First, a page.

Patrick Whitesell and Martha Stewart led the Bloomberg Breakaway CEO Summit that took place Wednesday evening at Bloomberg Headquarters in midtown Manhattan, where they offered business insights on the importance of synergy, premium content and disseminating knowledge.
Speaking with The Hollywood Reporter about the merger of Endeavor and the William Morris Agency, Whitesell said he and other agency leaders saw “a unique opportunity” in building a talent agency into a media company. Since 2009, he said, the merged company has added 6,000 employees and went from essentially two offices to 200 offices in 20 countries around the world.
“Where we saw the real value was the synergy across all those areas, and kind of the network effect,” Whitesell said. “And if you could approach it the way we approach agenting, which was getting multiple parties around the table, kind of for the greater good, you could do really well.”
Whitesell cites synergy and social presence as two major reasons for the success of contemporary companies. “Disseminating knowledge is power,” he proclaimed.
In another session, Stewart shared the same sentiments, noting that businesses should consider synergy when first starting out. “What we really concentrate on is lifestyle. We always say that media leads,” she said.”“Media leads and merchandising follows. You build up an interest, you build up a curiosity in your readership, and a desire for things. Then the merchandising follows.”
During Stewart’s early beginnings, she noted, people were not dabbling in multiple outlets at the same time. “I thought, ‘Well, this was a very good way to start to synergize. Maybe you could do TV at the same time that you could do a magazine.’ Synergy at that time — synergization was a dirty word. They didn’t like that idea, because Time [publisher of Martha Stewart Living] wanted to keep everything segmented at the time,” Stewart said.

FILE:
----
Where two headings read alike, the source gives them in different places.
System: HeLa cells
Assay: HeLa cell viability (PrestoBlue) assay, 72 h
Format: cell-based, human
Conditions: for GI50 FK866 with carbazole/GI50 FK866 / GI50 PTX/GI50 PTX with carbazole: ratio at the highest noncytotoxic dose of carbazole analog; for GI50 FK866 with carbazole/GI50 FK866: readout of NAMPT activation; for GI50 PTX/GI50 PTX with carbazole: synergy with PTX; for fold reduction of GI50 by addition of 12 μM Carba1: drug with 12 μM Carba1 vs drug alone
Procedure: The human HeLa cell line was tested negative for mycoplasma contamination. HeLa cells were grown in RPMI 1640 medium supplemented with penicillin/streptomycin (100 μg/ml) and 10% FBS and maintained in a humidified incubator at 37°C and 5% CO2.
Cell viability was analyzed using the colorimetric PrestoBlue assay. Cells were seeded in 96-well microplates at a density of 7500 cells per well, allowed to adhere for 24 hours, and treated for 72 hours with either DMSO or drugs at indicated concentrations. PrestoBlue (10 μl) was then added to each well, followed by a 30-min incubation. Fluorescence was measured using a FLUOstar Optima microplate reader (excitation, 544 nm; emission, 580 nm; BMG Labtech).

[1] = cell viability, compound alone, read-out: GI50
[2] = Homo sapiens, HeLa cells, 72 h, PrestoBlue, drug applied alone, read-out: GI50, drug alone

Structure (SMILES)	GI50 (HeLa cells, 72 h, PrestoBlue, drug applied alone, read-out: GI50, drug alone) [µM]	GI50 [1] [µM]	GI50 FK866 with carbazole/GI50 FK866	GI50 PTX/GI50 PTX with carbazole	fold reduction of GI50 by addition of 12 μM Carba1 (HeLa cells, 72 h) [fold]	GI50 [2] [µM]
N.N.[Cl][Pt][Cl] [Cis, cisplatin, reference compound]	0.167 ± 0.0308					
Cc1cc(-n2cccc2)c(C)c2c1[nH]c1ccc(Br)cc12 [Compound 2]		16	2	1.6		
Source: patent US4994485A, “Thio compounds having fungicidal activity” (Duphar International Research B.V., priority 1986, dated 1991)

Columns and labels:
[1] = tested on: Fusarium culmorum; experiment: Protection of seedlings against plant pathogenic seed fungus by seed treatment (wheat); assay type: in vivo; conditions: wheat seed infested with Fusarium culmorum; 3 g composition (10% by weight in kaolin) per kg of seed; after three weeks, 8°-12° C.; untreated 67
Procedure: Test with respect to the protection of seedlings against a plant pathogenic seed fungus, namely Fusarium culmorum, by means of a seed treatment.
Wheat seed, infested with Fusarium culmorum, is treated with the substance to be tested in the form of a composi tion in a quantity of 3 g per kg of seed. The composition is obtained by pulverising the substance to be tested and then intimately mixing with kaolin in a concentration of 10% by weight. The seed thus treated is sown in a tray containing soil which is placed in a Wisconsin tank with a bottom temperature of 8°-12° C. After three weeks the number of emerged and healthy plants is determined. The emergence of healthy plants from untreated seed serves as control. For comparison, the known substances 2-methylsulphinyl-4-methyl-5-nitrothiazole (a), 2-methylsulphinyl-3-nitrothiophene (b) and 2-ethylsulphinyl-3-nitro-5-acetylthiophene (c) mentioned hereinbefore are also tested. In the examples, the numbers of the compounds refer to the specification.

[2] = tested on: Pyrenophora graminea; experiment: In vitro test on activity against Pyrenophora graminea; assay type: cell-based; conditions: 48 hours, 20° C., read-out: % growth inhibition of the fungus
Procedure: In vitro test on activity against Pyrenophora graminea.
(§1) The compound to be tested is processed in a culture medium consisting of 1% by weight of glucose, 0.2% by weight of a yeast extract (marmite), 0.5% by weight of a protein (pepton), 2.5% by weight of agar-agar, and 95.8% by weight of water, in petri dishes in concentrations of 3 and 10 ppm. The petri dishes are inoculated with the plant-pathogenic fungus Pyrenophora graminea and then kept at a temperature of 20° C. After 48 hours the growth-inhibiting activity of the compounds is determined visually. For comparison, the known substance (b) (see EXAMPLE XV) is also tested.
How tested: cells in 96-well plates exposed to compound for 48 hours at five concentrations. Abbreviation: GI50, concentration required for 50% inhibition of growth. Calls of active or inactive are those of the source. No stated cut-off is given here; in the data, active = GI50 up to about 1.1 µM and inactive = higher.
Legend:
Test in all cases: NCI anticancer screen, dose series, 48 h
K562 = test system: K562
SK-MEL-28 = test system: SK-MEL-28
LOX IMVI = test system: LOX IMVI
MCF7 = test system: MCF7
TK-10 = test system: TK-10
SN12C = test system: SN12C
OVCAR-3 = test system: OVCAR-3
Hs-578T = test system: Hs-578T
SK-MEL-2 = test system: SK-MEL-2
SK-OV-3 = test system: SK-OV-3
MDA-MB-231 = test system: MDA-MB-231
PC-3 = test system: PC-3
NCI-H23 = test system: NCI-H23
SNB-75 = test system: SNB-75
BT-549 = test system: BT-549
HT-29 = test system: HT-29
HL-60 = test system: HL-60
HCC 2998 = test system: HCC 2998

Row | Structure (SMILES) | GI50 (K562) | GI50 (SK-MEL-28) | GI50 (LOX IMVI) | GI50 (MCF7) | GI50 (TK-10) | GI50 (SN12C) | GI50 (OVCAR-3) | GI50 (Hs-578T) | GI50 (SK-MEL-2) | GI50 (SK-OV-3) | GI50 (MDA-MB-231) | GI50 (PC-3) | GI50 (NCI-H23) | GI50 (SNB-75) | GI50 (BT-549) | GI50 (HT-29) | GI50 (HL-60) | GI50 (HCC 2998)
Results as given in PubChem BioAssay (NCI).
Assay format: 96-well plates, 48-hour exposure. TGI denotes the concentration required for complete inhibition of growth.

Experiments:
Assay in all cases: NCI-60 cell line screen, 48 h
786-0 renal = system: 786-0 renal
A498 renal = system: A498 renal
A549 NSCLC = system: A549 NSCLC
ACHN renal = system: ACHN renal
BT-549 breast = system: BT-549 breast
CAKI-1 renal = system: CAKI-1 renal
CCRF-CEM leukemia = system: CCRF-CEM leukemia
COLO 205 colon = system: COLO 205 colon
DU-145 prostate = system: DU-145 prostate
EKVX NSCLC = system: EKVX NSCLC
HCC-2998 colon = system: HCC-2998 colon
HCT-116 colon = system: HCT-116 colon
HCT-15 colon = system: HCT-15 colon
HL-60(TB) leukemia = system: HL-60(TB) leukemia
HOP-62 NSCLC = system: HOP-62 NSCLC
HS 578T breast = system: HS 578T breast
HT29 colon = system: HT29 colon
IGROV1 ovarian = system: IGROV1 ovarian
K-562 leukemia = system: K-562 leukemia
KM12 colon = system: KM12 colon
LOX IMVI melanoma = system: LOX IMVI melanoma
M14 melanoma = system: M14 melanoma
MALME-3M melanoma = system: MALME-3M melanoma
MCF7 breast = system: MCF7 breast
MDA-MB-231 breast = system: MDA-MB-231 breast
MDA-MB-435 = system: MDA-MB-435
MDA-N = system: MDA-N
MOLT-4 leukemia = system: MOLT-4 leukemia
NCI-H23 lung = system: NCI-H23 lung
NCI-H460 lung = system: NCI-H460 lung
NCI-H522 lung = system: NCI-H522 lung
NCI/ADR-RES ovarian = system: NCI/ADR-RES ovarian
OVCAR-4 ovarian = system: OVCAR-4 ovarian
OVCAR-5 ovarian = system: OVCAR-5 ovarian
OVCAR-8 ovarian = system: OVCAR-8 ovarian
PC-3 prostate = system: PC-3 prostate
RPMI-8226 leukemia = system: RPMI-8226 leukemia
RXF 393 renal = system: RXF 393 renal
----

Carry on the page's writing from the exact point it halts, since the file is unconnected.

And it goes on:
The message at the executive-focused summit was clear — thriving in business is about diversification and focus.
“Anyone with an entrepreneurial vent has a real fine and exciting chance to do something new and different,” Stewart noted. “It takes a tremendous amount of hard work, it takes a tremendous amount of perseverance” to take your ideas to the next levels.
At WME, Whitesell’s company has put together 400 shows across broadcast and cable, as well as streaming services. He explained that “75 percent of Amazon’s scripted content” and “50 percent of Netflix’s shows” were put together by his company.
During the evening, Stewart offered this advice to guests: “Choose your employees wisely. Get the very best like-minded people you can, and some that are even smarter than you are. Don’t ever be afraid of that. I think having smart people around you — in my business, smart and creative, those are the people that you will really, really want to have around you as you grow and thrive.”
Stewart also touched on the significance of always striving for more: “You don’t ever want to be at a final level, you want to keep going, because it’s an exciting process.” She added, “This is America. This is business. Keep up with change, keep up with inventory control, and keep up with computerization of business.”
Stewart currently has two shows weekly on public television, Martha Bakes and Martha’s Cooking School. Her brand reaches 100 million consumers across all media and merchandising platforms each month. She also has over 4 million Twitter followers and more than 1.7 million on Instagram.
“I like to know about a lot of things, I’m a curious person. I want to know a lot. I never stop reading, I never stop investigating, I never stop asking questions, and trying new things,” Stewart explained.
Her VH1 cooking show with rapper Snoop Dogg, Martha & Snoop’s Potluck Dinner Party, just wrapped season two and has earned a third-season renewal. “I hit it off with all the rappers. I like rap,” Stewart quipped.
Whitesell concluded, “What’s great about the job, but also the challenge of it, is that rapidity of every day and the pace at which you’re going, you don’t really get the chance to stop and think too much about that. It becomes self-evident.” Laughing, Whitesell also quipped, “You either get fired or, you know, it’s pretty, our results are pretty tangible.”
Throughout the evening, guests indulged in a Tuscan panzanella salad, Cabernet braised short rib with asparagus, roasted potatoes and burst tomatoes jus and a lemon pound cake with mixed berries and house-made whipped cream for dessert.